Sep 17, 2010
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Fashion worth £21 billion to UK economy

Sep 17, 2010

(Reuters Life!) - The direct value of the fashion industry to the British economy is nearly 21 billion pounds ($32.75 billion) according to a study released on the eve of London Fashion Week.


The "Value of the UK Fashion Industry" report, commissioned by the British Fashion Council (BFC), defines the industry and analyses the economic value of Britain's fashion industry for the first time, the BFC said in a statement with the report's release.

It said that fashion's wider contribution to the economy in influencing spending in other industries, ranging from IT to tourism, was calculated as more than 16 billion pounds.

"This means that, including direct, indirect, induced and 'spill over' effects, the fashion industry's total contribution to the UK economy is estimated to stand at more than 37 billion pounds," the report said.

Fashion's direct economic contribution to Gross Domestic Product (GDP) was collated by analyzing the industry's profits and wages across a wide range of fashion products and items -- including womenswear and menswear through to handbags and shoes -- plus the contribution of fashion education, fashion marketing and fashion media.

The report also highlighted the pivotal role of cutting edge British design, and showcase events such as London Fashion Week -- which runs from Sept 17-21, in driving innovation and growth within the industry itself, as well as attracting millions of visitors from across the globe every year.

"British Fashion has the talent, creativity and skills to rival anywhere in the world," Minister for the Creative Industries Ed Vaizey said in the statement. "Our new and established designers and fashion labels are internationally renowned for their unique vision at the cutting edge of this hugely important global industry."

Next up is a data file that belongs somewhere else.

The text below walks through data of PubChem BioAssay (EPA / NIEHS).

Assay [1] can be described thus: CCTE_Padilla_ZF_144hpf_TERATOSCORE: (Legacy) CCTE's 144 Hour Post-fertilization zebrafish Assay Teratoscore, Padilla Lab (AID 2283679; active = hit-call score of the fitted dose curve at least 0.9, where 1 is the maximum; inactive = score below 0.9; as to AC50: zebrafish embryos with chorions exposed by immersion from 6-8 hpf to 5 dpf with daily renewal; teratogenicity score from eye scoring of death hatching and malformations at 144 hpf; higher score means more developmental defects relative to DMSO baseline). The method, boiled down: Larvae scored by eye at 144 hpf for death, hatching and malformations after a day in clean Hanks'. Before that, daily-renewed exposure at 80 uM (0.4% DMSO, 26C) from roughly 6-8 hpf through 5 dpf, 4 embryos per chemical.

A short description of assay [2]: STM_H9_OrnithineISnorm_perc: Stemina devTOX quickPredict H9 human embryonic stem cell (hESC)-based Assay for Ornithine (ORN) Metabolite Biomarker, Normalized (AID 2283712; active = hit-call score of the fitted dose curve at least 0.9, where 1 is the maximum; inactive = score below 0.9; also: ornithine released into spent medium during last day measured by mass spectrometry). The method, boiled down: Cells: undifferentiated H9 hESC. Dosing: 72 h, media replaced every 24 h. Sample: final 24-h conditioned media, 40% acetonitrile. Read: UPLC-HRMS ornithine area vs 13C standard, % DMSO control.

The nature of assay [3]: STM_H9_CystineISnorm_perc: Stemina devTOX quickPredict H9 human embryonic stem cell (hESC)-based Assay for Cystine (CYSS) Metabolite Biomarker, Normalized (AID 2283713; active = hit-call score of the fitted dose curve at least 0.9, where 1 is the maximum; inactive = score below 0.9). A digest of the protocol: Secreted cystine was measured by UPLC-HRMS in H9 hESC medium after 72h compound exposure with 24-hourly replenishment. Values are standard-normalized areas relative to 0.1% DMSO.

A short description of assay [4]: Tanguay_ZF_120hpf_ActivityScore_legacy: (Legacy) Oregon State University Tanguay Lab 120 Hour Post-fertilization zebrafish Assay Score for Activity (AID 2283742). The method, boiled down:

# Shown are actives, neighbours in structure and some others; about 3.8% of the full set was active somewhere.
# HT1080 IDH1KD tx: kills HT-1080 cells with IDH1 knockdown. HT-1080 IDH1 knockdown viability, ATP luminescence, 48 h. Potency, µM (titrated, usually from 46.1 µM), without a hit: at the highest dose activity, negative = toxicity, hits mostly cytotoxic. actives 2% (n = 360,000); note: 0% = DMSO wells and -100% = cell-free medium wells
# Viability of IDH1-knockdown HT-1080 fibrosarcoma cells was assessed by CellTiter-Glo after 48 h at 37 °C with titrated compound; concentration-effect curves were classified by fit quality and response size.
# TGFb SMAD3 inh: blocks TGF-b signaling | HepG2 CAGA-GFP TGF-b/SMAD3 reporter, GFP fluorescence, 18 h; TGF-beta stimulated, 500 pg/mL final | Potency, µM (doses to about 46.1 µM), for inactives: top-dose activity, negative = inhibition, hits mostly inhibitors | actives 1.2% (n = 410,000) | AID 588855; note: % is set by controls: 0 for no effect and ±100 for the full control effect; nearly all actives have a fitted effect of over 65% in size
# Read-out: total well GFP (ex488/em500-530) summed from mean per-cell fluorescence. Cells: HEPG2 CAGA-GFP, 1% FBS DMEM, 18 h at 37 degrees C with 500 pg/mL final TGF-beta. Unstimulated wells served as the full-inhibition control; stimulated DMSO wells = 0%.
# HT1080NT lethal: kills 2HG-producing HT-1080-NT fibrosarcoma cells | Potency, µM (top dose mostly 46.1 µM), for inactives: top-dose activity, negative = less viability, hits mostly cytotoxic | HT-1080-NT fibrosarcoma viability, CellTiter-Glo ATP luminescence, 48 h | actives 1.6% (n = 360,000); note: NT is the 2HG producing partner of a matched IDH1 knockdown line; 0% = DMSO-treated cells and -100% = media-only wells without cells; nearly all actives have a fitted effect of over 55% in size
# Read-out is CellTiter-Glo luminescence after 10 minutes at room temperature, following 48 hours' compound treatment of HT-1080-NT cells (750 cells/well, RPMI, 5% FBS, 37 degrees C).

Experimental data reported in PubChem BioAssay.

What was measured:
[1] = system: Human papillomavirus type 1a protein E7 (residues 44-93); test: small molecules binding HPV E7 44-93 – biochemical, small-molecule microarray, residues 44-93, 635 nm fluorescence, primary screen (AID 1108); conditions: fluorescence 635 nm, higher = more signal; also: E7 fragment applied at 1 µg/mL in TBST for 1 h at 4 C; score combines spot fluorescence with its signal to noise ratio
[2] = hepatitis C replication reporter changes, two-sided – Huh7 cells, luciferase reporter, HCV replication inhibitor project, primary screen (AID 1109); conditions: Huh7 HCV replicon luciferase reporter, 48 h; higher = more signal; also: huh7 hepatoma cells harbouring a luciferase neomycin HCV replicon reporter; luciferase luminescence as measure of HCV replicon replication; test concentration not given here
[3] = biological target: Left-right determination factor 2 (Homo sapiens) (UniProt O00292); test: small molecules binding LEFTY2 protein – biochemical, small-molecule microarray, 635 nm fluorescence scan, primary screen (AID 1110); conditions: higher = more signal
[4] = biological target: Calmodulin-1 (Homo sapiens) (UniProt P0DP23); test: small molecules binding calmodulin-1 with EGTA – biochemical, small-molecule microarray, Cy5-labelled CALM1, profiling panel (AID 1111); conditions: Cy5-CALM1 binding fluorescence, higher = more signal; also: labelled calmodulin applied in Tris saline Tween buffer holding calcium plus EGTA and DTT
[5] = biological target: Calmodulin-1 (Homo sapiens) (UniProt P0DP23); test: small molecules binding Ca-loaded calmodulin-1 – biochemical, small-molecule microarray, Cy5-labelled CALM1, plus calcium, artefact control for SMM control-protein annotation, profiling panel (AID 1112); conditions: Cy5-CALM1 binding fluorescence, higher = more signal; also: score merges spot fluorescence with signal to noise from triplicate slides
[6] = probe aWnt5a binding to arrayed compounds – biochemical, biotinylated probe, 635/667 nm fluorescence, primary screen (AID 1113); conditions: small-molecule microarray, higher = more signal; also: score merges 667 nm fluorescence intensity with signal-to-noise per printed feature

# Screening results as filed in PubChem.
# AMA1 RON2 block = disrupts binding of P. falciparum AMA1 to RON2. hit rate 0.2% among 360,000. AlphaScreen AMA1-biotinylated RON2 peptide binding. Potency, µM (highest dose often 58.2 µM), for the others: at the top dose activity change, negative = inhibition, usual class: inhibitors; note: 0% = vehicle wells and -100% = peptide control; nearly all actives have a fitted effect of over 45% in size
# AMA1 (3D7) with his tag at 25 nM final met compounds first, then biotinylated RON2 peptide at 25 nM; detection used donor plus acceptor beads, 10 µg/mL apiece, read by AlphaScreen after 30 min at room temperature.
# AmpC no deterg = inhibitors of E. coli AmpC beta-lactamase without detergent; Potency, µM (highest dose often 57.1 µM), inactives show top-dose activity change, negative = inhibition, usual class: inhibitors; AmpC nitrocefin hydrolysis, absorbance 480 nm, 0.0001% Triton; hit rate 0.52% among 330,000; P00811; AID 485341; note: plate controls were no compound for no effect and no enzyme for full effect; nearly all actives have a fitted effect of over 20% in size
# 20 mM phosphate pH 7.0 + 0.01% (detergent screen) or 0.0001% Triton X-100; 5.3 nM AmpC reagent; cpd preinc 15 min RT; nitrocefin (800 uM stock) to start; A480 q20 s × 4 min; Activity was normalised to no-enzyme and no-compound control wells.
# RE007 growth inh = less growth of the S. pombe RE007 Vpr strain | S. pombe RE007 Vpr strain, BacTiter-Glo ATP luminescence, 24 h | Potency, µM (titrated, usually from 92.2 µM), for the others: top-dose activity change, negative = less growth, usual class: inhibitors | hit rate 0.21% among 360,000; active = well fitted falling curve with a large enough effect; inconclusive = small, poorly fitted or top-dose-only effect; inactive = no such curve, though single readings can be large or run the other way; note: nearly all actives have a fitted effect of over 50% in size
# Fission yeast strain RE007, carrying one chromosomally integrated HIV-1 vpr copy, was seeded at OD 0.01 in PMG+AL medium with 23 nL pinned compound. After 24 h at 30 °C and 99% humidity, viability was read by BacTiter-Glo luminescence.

Economic consultants Oxford Economics researched and wrote the report. It was funded by a range of cross-sector organizations including: the London Development Agency (LDA), UKTI, British Fashion Council, UK Fashion & Textile Association (UKFT), Aurora Fashions, House of Fraser, Debenhams, Land Securities, Marks & Spencer and New Look.

The report said that the fashion industry directly employs 816,000 people across a wide range of jobs and is the largest employer of all the creative industries.

As the 15th largest British industry out of 81, it is similar in size to the food/beverage services and telecommunications industries and bigger than the wholesale and retail of automotives, sports activities, chemical manufacture and advertising/video sectors.

Fashion is also evolving and innovating -- with growth in online fashion retail, sustainable clothing lines, as well as modern textile R&D and manufacturing products such as sweat-resistant sports fabrics, the report said.

Britain also has some of the best fashion colleges, designers and retailers in the world and events like London Fashion Week as well as a retail environment with highly desirable shopping hubs help to attract tourists.

The report follows the findings of industry-wide consultation and highlights how the industry encompasses a wide range of professions -- from designers to manufacturers, fashion retailers, magazine publishers, journalists, fashion marketers, lecturers and business managers.

Key challenges facing the sector include the lack of business skills among smaller fashion businesses, limited awareness of the diverse opportunities in the fashion industry amongst young people and career advisors, the impact of the recession and limited access to investment, the report said.

The report also touched on growing competition from other showcasing capitals in New York, Milan and Paris which have led to scheduling woes in the past for London Fashion Week.

BFC Chairman Harold Tillman said the report was just the first step to creating a detailed national action plan for the industry which will help to support future growth and success.

"Fashion is a great British success story and this landmark piece of research underlines its true scope and economic impact."

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